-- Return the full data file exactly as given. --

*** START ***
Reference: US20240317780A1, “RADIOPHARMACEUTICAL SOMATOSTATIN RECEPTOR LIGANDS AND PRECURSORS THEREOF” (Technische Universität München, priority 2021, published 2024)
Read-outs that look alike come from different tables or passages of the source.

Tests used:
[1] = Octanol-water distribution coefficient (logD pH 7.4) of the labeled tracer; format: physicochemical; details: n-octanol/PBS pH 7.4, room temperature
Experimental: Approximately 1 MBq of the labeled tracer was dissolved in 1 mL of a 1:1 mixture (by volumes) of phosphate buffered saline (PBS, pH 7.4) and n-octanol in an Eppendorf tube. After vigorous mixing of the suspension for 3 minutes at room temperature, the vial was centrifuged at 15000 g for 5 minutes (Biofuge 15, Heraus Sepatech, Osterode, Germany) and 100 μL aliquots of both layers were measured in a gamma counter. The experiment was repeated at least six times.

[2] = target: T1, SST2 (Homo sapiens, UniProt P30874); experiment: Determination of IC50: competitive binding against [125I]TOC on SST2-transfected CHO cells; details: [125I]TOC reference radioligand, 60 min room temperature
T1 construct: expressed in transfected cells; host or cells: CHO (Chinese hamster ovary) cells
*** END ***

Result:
Reference: US20240317780A1, “RADIOPHARMACEUTICAL SOMATOSTATIN RECEPTOR LIGANDS AND PRECURSORS THEREOF” (Technische Universität München, priority 2021, published 2024)
Read-outs that look alike come from different tables or passages of the source.

Tests used:
[1] = Octanol-water distribution coefficient (logD pH 7.4) of the labeled tracer; format: physicochemical; details: n-octanol/PBS pH 7.4, room temperature
Experimental: Approximately 1 MBq of the labeled tracer was dissolved in 1 mL of a 1:1 mixture (by volumes) of phosphate buffered saline (PBS, pH 7.4) and n-octanol in an Eppendorf tube. After vigorous mixing of the suspension for 3 minutes at room temperature, the vial was centrifuged at 15000 g for 5 minutes (Biofuge 15, Heraus Sepatech, Osterode, Germany) and 100 μL aliquots of both layers were measured in a gamma counter. The experiment was repeated at least six times.

[2] = target: T1, SST2 (Homo sapiens, UniProt P30874); experiment: Determination of IC50: competitive binding against [125I]TOC on SST2-transfected CHO cells; details: [125I]TOC reference radioligand, 60 min room temperature
T1 construct: expressed in transfected cells; host or cells: CHO (Chinese hamster ovary) cells